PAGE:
These changes could drive marketing efforts to emphasize inbound marketing through search engine optimization and promote products and content to communities like product review sites. More care must also be taken not to lose contacts that have been secured. For example, it is important not to oversaturate customers or prospects with too much or off topic communications.
Complexity of marketing stacks
One of the biggest technical challenges will lie in analyzing complex marketing stacks built from best-of-breed components.
"Given that large marketing programs often have 25 or more components within their marketing stack, it's critical to understand how those data sources and distribution channels can be adapted to align with regulations and stay in GDPR compliance," said Jeff Nicholson, VP of CRM product marketing at Pegasystems.
Business owners and marketers should analyze all the partners who collect data in their supply chain and ask for written verification that they are GDPR compliant.
"The responsibility is on the marketer to verify the state of all your data collection partners," said Paul Harrison, CTO at Simpli.fi, an omnichannel AdTech platform.
Watch out for cookies
GDPR touches all the points in the collection, storage and use of personal data -- and this includes all data, not just personally identifiable information. In addition to names, addresses, identification numbers, birthdates, email addresses, etc., GDPR applies to data such as IP addresses and behavioral data collected by cookies or tracking pixels. GDPR covers any information that can be used to directly or indirectly identify an individual -- such as names, photos, email addresses, financial details, posts on social networking sites, medical information or a computer IP address -- no matter when it was collected.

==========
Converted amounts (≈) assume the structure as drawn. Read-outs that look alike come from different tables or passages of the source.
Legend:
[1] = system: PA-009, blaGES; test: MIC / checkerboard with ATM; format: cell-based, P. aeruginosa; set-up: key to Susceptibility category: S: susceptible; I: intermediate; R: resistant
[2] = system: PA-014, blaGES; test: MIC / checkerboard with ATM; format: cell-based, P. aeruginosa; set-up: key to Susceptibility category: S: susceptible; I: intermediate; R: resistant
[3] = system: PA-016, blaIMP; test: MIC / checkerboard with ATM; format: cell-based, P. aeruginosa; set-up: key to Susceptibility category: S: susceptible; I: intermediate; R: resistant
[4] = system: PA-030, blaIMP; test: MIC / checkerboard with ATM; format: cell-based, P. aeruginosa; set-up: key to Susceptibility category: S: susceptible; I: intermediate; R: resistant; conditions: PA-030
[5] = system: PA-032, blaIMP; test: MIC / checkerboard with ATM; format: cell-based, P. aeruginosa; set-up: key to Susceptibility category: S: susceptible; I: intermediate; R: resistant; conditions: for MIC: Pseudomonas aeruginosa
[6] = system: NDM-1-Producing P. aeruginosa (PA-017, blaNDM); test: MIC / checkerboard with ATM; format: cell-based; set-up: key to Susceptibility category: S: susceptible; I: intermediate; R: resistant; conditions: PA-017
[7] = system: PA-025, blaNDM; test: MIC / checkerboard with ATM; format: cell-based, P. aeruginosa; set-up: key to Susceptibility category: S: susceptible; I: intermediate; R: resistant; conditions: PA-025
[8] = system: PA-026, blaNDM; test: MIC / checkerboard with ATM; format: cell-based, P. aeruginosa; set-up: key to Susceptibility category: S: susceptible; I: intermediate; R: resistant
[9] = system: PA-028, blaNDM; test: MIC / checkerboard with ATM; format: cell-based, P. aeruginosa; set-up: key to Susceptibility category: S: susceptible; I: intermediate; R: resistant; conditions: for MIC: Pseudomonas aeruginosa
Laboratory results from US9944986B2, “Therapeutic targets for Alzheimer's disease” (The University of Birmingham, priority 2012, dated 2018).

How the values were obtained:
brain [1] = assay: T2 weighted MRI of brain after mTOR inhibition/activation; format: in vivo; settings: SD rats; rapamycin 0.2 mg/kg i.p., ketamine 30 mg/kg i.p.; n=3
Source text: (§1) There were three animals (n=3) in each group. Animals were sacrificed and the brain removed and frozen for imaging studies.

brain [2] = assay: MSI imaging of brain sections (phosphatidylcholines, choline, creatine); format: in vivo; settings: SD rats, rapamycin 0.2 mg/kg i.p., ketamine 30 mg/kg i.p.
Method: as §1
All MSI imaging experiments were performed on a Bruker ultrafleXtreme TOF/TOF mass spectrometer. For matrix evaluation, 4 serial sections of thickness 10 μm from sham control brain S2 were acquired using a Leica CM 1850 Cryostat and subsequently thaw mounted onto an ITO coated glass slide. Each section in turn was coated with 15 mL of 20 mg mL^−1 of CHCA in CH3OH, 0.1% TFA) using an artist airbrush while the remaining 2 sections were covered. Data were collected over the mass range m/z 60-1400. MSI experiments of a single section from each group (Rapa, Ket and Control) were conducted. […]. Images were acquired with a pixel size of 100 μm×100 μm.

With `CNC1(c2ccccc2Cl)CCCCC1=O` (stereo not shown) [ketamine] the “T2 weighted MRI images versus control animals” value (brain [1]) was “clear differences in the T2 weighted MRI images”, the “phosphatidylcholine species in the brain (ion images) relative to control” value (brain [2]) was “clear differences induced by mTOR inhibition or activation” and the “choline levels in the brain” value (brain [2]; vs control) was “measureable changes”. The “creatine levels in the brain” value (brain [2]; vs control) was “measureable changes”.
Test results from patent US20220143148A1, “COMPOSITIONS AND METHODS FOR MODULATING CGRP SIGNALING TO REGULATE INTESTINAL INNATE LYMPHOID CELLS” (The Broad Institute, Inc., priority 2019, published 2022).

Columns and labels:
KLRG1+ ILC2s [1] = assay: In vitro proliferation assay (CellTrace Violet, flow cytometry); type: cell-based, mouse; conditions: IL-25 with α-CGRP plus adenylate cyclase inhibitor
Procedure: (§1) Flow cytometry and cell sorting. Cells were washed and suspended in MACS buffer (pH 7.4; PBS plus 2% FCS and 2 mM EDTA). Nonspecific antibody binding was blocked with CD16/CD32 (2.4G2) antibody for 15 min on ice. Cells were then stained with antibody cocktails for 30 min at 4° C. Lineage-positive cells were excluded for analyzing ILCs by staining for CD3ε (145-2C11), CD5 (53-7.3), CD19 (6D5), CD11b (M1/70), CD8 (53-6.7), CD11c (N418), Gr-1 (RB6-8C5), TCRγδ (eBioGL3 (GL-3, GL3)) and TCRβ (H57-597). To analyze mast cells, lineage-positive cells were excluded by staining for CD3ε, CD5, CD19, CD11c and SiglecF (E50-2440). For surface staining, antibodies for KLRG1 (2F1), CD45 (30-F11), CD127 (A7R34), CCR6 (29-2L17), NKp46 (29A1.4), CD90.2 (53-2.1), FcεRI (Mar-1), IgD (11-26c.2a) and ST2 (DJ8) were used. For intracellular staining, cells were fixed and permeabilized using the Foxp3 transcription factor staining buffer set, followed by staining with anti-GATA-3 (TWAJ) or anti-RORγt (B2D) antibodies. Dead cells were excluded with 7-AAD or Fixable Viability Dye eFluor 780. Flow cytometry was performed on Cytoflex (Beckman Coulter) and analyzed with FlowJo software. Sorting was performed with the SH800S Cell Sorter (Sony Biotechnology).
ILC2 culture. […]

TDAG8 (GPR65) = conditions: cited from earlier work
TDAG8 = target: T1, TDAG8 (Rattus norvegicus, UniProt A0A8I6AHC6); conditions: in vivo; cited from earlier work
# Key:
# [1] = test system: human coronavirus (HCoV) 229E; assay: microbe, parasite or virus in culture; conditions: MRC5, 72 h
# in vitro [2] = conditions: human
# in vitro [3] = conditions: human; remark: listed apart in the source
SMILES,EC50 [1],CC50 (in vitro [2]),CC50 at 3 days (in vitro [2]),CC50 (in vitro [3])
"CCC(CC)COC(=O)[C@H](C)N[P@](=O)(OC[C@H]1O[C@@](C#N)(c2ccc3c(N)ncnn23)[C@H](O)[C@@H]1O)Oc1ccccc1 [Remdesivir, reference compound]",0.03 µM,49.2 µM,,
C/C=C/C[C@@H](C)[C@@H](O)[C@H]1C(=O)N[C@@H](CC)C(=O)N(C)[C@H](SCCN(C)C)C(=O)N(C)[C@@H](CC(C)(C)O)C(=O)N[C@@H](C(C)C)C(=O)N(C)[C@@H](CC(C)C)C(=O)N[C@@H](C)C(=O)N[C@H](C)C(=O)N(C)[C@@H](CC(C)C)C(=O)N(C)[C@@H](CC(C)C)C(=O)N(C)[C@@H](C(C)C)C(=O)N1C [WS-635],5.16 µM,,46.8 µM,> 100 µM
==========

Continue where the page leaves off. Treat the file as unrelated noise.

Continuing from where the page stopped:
A marketer will need to treat cookie data with the same level of protection as they would a customer's address or birthdate. This means data security and privacy are no longer just IT's problem.
"Marketers need to educate themselves on what data they have, how they can use it and how it is protected, then limit access appropriately," said Matt Harris, co-founder and CEO at Sendwithus, an email marketing service.
GDPR also requires marketers to audit previously collected email addresses to ensure they have obtained proper consent to store and use them. If not, they'll either need to delete the addresses or obtain new consent to keep them -- the same consent they'll need for all new email addresses going forward.
Tighter controls on email
The regulation will affect any marketer with an outbound email program that reaches EU citizens.
"The days of exporting a huge CSV file of user data and uploading it to your email marketing platform are fast drawing to a close," Harris said.
Another good practice is to consider a double opt-in where the user must take an extra step to confirm their email address and provide consent. This adds another layer of protection for businesses. Regular maintenance of email lists should also be conducted to remove stale data.
It's also a good idea to have a draft breach notification drawn up.
"Customer communications in this kind of circumstance often fall to marketers, so while no one wants to anticipate a breach, it's wise to make sure you're ready," Harris said. "Have a draft of your message written and coded, ready to be edited, approved and sent on short notice.
"You should also create a process for quickly identifying the affected email addresses so your message isn't delayed while you figure out who needs to receive it."